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For the most part, a savings account is not deemed a complicated banking tool.
You open an account, add some money then watch it earn interest.
But there is a bit more to savings accounts than people might think, including different types of savings accounts available and added ways to grow money.
So if you really want to be “in the know,” take time to examine the five things you didn’t know about savings accounts.
What is a Savings Account?
A savings account is a bank deposit account that allows customers to save money while earning interest. Savings account funds are generally easy to access; however, banks don’t allow for the tremendous amount of liquidity available with checking accounts.
In many cases, funds can only be withdrawn a maximum of six times per month from a bank teller or via an ATM machine.
Depending on the type of savings account you opt for, you may be able to deposit as little as $0 or may be required to open with and maintain an amount of $5,000 or more.
Also, the interest you will be paid for your savings will depend on the financial establishment you work with and how much it offers based on industry rates, the type of account you’ve opened and how much you’re saving.
Savings accounts are not just available at banks; credit unions also offer them. And at most establishments, funds deposited into a savings account are federally insured, either by the Federal Deposit Insurance Corporation (FDIC) or National Credit Union Administration (NCUA).
5 Facts You Might Not Know About Savings Accounts
The savings account is an amazing tool for saving and growing your money. But there are aspects of this savings vehicle that could actually help boost your growth even more. Below are five facts you may not have known about a savings account that could indeed making a difference in your savings.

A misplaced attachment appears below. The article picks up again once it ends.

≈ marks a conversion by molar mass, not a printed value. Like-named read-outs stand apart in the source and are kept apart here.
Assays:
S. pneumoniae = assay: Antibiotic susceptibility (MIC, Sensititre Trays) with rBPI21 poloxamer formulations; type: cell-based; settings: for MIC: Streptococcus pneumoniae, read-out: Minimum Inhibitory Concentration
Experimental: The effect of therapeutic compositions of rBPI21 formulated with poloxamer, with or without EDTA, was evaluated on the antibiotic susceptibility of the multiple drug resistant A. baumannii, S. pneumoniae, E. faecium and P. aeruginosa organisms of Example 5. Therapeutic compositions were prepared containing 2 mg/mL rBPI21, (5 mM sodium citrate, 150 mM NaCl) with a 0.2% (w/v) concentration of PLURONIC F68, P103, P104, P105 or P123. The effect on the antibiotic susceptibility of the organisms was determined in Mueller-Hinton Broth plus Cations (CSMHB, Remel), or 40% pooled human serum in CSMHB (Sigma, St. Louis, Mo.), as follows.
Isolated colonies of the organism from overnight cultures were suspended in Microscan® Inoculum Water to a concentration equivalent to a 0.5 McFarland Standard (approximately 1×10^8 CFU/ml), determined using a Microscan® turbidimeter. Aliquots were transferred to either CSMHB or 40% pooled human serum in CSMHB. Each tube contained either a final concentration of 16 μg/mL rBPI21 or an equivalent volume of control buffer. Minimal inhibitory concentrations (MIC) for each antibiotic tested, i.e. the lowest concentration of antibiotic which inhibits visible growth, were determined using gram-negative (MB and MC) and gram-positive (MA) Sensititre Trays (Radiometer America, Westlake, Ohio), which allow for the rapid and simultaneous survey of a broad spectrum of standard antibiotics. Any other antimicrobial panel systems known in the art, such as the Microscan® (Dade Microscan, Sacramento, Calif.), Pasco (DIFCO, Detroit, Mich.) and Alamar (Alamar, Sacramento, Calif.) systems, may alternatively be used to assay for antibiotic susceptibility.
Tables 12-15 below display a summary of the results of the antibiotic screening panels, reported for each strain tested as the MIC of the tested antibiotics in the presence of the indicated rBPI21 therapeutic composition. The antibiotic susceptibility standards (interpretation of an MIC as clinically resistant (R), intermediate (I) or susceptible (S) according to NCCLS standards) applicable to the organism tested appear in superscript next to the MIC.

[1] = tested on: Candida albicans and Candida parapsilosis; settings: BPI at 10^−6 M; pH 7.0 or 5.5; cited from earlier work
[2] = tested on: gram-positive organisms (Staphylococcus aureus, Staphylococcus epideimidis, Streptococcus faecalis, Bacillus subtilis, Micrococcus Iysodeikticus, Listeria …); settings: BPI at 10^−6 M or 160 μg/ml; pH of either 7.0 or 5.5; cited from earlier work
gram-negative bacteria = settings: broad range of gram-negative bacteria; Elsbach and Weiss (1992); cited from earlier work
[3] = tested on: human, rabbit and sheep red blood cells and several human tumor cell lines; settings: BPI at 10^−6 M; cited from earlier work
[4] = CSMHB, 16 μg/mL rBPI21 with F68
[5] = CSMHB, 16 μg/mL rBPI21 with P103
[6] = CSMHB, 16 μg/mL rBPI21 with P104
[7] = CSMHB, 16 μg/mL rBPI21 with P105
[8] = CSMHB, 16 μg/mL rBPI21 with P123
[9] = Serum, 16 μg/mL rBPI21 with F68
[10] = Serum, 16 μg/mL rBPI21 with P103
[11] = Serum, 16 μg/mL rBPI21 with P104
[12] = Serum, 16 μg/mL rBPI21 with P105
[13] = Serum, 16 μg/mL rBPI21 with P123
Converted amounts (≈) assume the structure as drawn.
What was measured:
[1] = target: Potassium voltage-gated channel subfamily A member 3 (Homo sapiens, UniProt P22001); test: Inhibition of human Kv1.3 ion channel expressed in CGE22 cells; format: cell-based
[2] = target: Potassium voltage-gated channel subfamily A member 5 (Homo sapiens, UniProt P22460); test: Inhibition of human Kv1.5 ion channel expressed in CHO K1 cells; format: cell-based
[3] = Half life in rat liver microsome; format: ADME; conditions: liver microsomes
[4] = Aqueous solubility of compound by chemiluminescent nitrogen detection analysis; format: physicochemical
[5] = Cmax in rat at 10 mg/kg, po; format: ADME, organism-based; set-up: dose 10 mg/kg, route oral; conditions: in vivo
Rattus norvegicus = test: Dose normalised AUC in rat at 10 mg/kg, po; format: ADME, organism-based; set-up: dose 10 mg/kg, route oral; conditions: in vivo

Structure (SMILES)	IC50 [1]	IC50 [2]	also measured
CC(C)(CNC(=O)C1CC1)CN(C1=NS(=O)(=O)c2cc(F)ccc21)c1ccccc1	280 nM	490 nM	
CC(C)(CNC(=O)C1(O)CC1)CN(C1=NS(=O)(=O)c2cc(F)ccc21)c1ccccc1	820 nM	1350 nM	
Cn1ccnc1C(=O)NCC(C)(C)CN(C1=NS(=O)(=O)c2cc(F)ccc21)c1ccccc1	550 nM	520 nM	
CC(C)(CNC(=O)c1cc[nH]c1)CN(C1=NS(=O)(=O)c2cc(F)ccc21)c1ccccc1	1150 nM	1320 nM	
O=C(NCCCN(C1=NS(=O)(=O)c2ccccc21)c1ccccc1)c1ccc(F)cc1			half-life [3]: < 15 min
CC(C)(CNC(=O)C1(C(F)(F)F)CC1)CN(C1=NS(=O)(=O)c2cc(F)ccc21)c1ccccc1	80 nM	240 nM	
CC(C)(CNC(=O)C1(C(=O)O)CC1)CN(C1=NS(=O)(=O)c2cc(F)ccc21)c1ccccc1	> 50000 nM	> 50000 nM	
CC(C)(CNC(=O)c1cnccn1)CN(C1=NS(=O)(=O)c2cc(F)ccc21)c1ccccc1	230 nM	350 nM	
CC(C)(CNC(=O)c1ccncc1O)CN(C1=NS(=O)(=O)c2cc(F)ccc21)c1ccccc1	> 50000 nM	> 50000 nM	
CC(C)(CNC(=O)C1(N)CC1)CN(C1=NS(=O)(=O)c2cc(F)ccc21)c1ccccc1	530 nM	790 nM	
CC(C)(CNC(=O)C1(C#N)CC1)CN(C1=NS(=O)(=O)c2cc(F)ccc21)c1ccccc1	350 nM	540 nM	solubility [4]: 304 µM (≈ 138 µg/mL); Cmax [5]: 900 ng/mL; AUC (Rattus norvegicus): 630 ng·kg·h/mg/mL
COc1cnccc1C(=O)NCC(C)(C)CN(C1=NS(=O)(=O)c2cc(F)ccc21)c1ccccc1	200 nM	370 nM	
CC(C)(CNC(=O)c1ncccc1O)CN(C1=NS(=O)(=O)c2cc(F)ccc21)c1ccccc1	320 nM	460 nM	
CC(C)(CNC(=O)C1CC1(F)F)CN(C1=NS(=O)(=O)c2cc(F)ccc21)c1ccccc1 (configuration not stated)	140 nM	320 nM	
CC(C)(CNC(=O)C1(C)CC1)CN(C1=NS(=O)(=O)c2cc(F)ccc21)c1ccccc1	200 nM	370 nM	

#1. Banks Still Offer High Interest Rate Savings Accounts
Traditional savings rates are expected to keep dropping, Dan Geller, executive vice president at Market Rates Insight said earlier this year. In fact, he expects rates to continue dropping closer to zero percent.
For this reason it’s a good idea to consider a high interest rate savings account. Many depositors are unaware of these great savings accounts that offer a higher rate in exchange for a deeper financial commitment with the institution.
While traditional savings rates might rest at 0.25 percent APY, you could find high interest rate savings accounts as high as 2.15 percent APY, but you may also be required to make an additional commitment, such as enroll in a health plan through the bank.
#2. “Money Market Account” Is a Type of Savings Account
A money market account is one of the types of savings accounts available that actually doubles as a checking account.
Customers deposit money into a money market with the promise of earning nearly double the rate of a traditional savings account, according to Suze Orman; however, the minimum opening deposit is usually higher — somewhere in the ballpark of $1,000.
Offering flexibility similar to a traditional or high-interest savings account, money market accounts allow savers to make withdrawals anywhere from three to six times per month. But instead of having to withdraw from a teller or ATM machine, depositors are offered checkbooks.